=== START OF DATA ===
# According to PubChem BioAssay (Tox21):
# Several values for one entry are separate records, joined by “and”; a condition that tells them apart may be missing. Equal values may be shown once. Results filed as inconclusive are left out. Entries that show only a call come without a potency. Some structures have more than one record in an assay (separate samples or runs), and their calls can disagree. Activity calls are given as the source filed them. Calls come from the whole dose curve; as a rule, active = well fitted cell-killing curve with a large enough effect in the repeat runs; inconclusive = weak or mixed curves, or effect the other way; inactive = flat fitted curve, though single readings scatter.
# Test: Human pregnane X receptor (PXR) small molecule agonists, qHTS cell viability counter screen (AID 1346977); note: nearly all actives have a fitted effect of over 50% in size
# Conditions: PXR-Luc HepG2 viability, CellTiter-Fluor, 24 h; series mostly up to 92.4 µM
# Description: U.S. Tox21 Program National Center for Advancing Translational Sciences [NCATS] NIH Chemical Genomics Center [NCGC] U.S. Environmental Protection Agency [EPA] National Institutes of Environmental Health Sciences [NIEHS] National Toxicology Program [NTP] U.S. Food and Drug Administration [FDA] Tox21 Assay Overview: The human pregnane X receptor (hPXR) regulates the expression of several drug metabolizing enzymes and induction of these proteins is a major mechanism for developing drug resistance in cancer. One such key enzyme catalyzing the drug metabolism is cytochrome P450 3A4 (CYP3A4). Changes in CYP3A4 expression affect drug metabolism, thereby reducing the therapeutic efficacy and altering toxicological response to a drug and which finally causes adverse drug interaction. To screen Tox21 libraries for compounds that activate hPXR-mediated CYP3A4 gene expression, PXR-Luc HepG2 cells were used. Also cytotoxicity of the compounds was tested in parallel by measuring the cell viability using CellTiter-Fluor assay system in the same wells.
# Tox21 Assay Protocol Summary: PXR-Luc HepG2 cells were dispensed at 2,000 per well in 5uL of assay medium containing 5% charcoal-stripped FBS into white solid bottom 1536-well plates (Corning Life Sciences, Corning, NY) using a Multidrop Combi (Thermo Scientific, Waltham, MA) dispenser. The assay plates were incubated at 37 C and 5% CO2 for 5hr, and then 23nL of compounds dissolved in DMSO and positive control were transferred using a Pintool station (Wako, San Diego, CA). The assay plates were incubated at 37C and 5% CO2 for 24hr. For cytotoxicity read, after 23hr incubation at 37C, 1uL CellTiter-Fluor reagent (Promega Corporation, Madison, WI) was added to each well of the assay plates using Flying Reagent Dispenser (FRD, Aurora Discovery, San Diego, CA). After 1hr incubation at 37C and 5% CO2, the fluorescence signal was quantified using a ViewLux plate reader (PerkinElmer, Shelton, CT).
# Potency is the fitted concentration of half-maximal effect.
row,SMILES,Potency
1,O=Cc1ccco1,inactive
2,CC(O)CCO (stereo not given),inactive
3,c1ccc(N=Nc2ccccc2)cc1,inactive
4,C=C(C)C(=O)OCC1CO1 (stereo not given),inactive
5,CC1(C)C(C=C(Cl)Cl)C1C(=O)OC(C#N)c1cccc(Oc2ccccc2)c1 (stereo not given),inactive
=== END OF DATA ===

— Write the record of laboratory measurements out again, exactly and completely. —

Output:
# According to PubChem BioAssay (Tox21):
# Several values for one entry are separate records, joined by “and”; a condition that tells them apart may be missing. Equal values may be shown once. Results filed as inconclusive are left out. Entries that show only a call come without a potency. Some structures have more than one record in an assay (separate samples or runs), and their calls can disagree. Activity calls are given as the source filed them. Calls come from the whole dose curve; as a rule, active = well fitted cell-killing curve with a large enough effect in the repeat runs; inconclusive = weak or mixed curves, or effect the other way; inactive = flat fitted curve, though single readings scatter.
# Test: Human pregnane X receptor (PXR) small molecule agonists, qHTS cell viability counter screen (AID 1346977); note: nearly all actives have a fitted effect of over 50% in size
# Conditions: PXR-Luc HepG2 viability, CellTiter-Fluor, 24 h; series mostly up to 92.4 µM
# Description: U.S. Tox21 Program National Center for Advancing Translational Sciences [NCATS] NIH Chemical Genomics Center [NCGC] U.S. Environmental Protection Agency [EPA] National Institutes of Environmental Health Sciences [NIEHS] National Toxicology Program [NTP] U.S. Food and Drug Administration [FDA] Tox21 Assay Overview: The human pregnane X receptor (hPXR) regulates the expression of several drug metabolizing enzymes and induction of these proteins is a major mechanism for developing drug resistance in cancer. One such key enzyme catalyzing the drug metabolism is cytochrome P450 3A4 (CYP3A4). Changes in CYP3A4 expression affect drug metabolism, thereby reducing the therapeutic efficacy and altering toxicological response to a drug and which finally causes adverse drug interaction. To screen Tox21 libraries for compounds that activate hPXR-mediated CYP3A4 gene expression, PXR-Luc HepG2 cells were used. Also cytotoxicity of the compounds was tested in parallel by measuring the cell viability using CellTiter-Fluor assay system in the same wells.
# Tox21 Assay Protocol Summary: PXR-Luc HepG2 cells were dispensed at 2,000 per well in 5uL of assay medium containing 5% charcoal-stripped FBS into white solid bottom 1536-well plates (Corning Life Sciences, Corning, NY) using a Multidrop Combi (Thermo Scientific, Waltham, MA) dispenser. The assay plates were incubated at 37 C and 5% CO2 for 5hr, and then 23nL of compounds dissolved in DMSO and positive control were transferred using a Pintool station (Wako, San Diego, CA). The assay plates were incubated at 37C and 5% CO2 for 24hr. For cytotoxicity read, after 23hr incubation at 37C, 1uL CellTiter-Fluor reagent (Promega Corporation, Madison, WI) was added to each well of the assay plates using Flying Reagent Dispenser (FRD, Aurora Discovery, San Diego, CA). After 1hr incubation at 37C and 5% CO2, the fluorescence signal was quantified using a ViewLux plate reader (PerkinElmer, Shelton, CT).
# Potency is the fitted concentration of half-maximal effect.
row,SMILES,Potency
1,O=Cc1ccco1,inactive
2,CC(O)CCO (stereo not given),inactive
3,c1ccc(N=Nc2ccccc2)cc1,inactive
4,C=C(C)C(=O)OCC1CO1 (stereo not given),inactive
5,CC1(C)C(C=C(Cl)Cl)C1C(=O)OC(C#N)c1cccc(Oc2ccccc2)c1 (stereo not given),inactive